Middle-of-the-road content doesn’t travel very far.
By Andrew Hanelly
There are a lot of blips on our daily radars. We check our Twitter stream. We drop in on Google+. We comb through our RSS feeds. And for the most part, we ignore most of the content we see.
Because we’ve read it before. Because it sounds too familiar. Because it’s obvious. Because it’s just another echo in the echo chamber.
This article is starting to feel guilty of the same sins. And chances are, you probably won’t share it.
Why? Because it doesn’t give you a compelling reason to share it. And the best content does. Usually by doing one of these five things:
1. It asks a question and doesn’t completely answer it. We talk a lot about generating comments on blog posts. But we don’t talk a lot about starting discussions with the general world.
Writing posts that seek to ask (and not necessarily answer) a question provides fodder for readers to share with their network that might get a conversation started on their turf. The New York Times recently commissioned a survey that found that 85 percent of people say the response they get from posting content to a social media site provokes more thought than the original piece itself.
Ask readers a good question and they’ll pass it along to see what answers they get in their own circles.
2. It provides an innovative solution to a common problem. There’s a reason Lifehacker took off as a website, receiving nearly 1 million unique visitors in a given month. Started in 2005 as a site dedicated to "… getting things done,” it has consistently been popular by providing readers with unconventional solutions to problems they faced on a daily basis.
With content, success is found by being useful or being entertaining. Lifehacker proved that it was very useful, so much so that Mensa listed it as one of their top 50 sites (and those are some smart people).
3. It expresses the personality of the sharer. If your post isn’t taking a stand, if it isn’t a manifesto, if it isn’t making a statement, none of your readers will use it to make a statement either. If it’s lukewarm, it’s socially stagnant.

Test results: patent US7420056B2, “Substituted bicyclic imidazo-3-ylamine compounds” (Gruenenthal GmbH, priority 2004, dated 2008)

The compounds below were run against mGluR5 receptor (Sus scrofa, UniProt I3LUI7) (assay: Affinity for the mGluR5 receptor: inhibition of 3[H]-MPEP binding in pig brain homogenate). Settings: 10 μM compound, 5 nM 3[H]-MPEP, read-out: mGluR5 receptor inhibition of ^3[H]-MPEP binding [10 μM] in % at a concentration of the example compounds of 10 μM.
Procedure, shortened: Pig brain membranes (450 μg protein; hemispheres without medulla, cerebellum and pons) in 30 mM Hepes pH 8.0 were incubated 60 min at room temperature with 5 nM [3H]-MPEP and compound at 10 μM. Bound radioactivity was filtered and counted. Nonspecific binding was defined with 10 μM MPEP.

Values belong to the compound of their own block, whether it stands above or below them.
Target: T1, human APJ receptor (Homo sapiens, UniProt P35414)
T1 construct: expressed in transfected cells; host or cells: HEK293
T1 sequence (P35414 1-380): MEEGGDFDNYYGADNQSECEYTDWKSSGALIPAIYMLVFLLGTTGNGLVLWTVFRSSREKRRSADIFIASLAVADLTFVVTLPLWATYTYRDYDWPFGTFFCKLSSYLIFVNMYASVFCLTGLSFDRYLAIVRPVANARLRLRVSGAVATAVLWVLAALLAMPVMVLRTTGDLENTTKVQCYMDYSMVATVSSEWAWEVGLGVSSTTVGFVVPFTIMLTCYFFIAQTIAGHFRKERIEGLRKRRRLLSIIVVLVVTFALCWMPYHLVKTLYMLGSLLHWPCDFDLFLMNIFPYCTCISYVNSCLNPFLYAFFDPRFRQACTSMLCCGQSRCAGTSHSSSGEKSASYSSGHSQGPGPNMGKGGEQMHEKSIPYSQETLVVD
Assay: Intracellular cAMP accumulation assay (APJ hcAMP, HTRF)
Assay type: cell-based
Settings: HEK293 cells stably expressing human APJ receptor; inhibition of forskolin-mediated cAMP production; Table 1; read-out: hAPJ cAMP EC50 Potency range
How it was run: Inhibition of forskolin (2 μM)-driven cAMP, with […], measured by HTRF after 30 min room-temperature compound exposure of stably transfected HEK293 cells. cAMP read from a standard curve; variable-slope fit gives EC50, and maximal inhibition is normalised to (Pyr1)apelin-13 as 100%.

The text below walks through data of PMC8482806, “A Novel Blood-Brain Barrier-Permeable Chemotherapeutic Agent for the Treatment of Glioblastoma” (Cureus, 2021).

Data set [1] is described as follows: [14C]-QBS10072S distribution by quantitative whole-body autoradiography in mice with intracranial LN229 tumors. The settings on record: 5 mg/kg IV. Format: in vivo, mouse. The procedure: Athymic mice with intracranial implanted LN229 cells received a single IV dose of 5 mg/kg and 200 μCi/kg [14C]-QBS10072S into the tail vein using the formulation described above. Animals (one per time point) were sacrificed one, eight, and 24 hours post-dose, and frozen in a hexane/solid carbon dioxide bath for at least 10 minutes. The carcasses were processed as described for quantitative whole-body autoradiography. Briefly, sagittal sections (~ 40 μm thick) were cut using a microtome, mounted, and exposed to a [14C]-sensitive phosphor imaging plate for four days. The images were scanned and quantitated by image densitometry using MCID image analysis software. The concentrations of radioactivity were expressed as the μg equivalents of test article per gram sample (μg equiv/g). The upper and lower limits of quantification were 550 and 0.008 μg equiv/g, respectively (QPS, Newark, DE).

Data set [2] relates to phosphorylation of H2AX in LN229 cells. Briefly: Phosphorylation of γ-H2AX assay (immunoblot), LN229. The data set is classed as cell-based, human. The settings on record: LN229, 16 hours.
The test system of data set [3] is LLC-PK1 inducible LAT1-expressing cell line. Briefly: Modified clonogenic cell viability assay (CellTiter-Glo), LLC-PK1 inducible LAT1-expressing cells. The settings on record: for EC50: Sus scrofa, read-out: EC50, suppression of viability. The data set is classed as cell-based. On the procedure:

Just like people who grow a mohawk, get tattoos, or wear khakis and cardigans are "expressing themselves” via their attire, people express themselves be adorning their social media profiles with content they believe represents how they feel.
Look at the Pepsi Refresh project ("I believe in this cause!”) or the Oatmeal’s cartoons ("I am mocking this thing!”) for examples. Middle-of-the-road content doesn’t travel very far. And, according to the aforementioned New York Times survey, 68 percent of people share content as an advertisement for themselves, to give others a better sense of who they are.
4. It gives them bragging rights. Exclusive content, breaking news—anything where you can allow your members to be the first to know—is content they’ll share. There is equity in being the first on your block to have something—whether it’s a car, a technology, or a piece of content.
The concept of social currency is at play here. Content that makes people in the know, ahead of the game, or well-informed is content that they will share to boost their reputation (and maybe a little bit of their ego).
5. It entertains. Jonah Peretti, founder of Buzzfeed, describes the most influential group of people on the web as the bored at work network. (Chances are, you’re reading this post at work.) Much content on the web is made or broken by the collective opinion of the cubicle farm.
It’s tough getting an audience around your content (or, "driving traffic”). It’s even tougher to get them to care enough to pass your content along. If you’re not being useful, you better be entertaining.
So give them a good reason to share it, and they might spread your post around.
Andrew Hanelly is director of digital strategy for TMG.